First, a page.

When Stephanie Sanchez was a high school student in Chelsea, Massachusetts, her school got a visit from Bethany Nelson, senior theater educator-in-residence at Emerson, who was recruiting students for a pilot theater program at the College.
The program, EmersonTHEATRE, invited teens from urban high schools in Greater Boston to come, not just learn to act, but to express themselves in a variety of ways – through writing, music, dance, and acting – about the things in their lives that hold them back.
Four years later, Sanchez, 19, still comes just about every week.
“I think it was really the fact that we were able to talk freely about what was bothering us,” Sanchez said about what keeps her returning to the program, “and take our pain and anger and make it into art, make it into something productive.”
EmersonTHEATRE is an offshoot of the popular and well-regarded EmersonWRITES program. It meets weekly throughout the school year, and each semester culminates in a performance showcase written, composed, and performed by the students under the guidance of Nelson and teaching assistants.
Nelson said when she was approached to create the program, she knew she wanted to offer something beyond free acting courses, which were offered widely throughout the city. She wanted to create something that allowed the students put their “lived experience into words and action.”
The first crew of about two dozen kids produced a show about the “American Dream and American Nightmare.”
“That actually came out of a [writing] prompt I gave that asked ‘If you could change one social ill that would make life better, what would it be?’ and two of them said ‘the American Dream,’” Nelson recalled.
Every semester, the students, who are primarily black and Latinx, explore different topics that resonate with them; they’ve done shows on their relationship with police, immigration, racism, self-esteem. But no matter the details of the themes, they’re all designed to do two things: build advocacy skills; and help them understand that the things that happen in their lives are not isolated to them, but are part of a larger social construct, Nelson said.
This semester, because the students have “very profound feelings,” about the country in the wake of Donald Trump’s election, Nelson said, particularly around issues of immigration and the marginalization of populations.
“What’s going on is very upsetting to them, so we’re doing a show about resistance. What does it mean to resist?” Nelson said.
The sessions use improvisation and game playing to loosen the students up and get them interacting. But the process is largely driven by writing prompts given to the students.
On a recent Saturday in the Tufte Performance and Production Center, lead teacher Charles Jabour MA ’15 asked students to describe on notecards a defining moment in their life, and how it changed them. Responses ranged from deciding to go with natural hair or discovering a desire to be an actress, to leaving an abusive relationship or no longer trying to have a relationship with her father.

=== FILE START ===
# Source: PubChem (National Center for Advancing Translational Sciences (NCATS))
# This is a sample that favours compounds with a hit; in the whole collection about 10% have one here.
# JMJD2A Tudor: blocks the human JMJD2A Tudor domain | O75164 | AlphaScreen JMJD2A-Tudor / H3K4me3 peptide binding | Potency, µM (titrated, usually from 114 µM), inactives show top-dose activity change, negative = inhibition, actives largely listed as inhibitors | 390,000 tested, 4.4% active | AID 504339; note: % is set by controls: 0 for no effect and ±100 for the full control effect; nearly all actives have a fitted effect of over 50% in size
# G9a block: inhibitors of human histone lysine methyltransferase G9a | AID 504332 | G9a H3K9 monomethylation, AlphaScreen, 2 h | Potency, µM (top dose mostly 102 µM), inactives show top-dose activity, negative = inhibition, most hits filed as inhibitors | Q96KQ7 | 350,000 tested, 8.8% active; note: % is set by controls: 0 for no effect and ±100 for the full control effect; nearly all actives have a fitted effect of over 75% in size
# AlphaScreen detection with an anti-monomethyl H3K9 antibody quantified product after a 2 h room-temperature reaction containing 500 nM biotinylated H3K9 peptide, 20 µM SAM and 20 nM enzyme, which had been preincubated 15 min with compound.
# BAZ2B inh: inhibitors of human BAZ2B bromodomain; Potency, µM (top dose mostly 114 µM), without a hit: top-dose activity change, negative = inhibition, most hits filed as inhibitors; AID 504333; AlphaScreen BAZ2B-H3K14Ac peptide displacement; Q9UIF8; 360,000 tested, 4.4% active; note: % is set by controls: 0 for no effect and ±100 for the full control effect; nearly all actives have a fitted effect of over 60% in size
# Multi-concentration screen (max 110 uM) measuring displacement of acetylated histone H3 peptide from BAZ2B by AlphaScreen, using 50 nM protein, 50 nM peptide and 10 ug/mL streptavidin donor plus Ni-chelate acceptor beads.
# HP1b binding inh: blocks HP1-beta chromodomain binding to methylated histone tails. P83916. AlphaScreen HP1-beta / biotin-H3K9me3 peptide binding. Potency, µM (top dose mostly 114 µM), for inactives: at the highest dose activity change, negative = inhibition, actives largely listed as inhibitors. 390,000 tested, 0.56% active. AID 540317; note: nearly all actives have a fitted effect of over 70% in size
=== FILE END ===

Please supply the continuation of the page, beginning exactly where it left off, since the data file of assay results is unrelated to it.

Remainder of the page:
Nelson’s group was asked to write down dialogue from the voices in their heads that keep them from doing right. Those lines would be used to write an original song for the final show, though at this point in the semester, the full structure and dialogue of the show was still very much a work in progress.
Kayla Smith ’18, a Theater Education major, was at the rehearsal to observe and try to understand the playmaking process, and how that could reverberate out into the community.
“The whole process is very honest and vulnerable,” she said.
Nelson said as always, EmersonTHEATRE will try to get a good mix of parents, friends, Emerson students and faculty to the showcase on April 9.
“One of the most compelling things about the program for them is there is an audience of 75 or 100 people who weren’t all people of color, who were shocked by the information in the show and were moved to tears about it,” she said. “And the kids were shocked that they cared what they had to say.”
EmersonTHEATRE also provides students with the opportunity to interact with students at other high schools, through performances at local theater festivals. Later this month, the students will attend the Massachusetts High School Collaborative Theater Festival, something Nelson called a “win-win.
“The white, upper-middle-class, suburban kids who make up the bulk of the participants get to experience some theater that has a distinctive urban flavor to it,” she said. “My kids get to see their performances, and they don’t get to have that opportunity very often.”
The first year EmersonTHEATRE performed at the College-sponsored Emerson College High School Drama Festival, they performed a “gritty” piece that had to do with immigration and racism. Wayland High School, an affluent suburban school west of Boston, did a choreopoem, a piece comprised of poetry, dance, and music. When Nelson’s students saw that, they said they wanted to do one.
The following year, EmersonTHEATRE performed a choreopoem about immigration, and in what Nelson called a “real ‘Gift of the Magi’ situation,” Wayland High did a show that was obviously modeled on what her students did the year before.
“There’s been real ripple effects from this of people coming to a greater understanding of someone else’s reality,” Nelson said.
For Sanchez, the Chelsea High graduate, the ripple effects have been personal.
She took off the year after graduation to try to figure out what she wanted to do, all the while attending EmersonTHEATRE as a kind of mentor to younger participants.
She said she thinks she has it pretty well figured out now. She wants to go to college to get a degree in Women’s Studies and African-American Studies, and eventually teach high school.
“For a long time, I was opposed to teaching,” Sanchez said. “Seeing the type of person Bethany is and the way she’s touched our lives as an educator and a mentor is something I want to do.”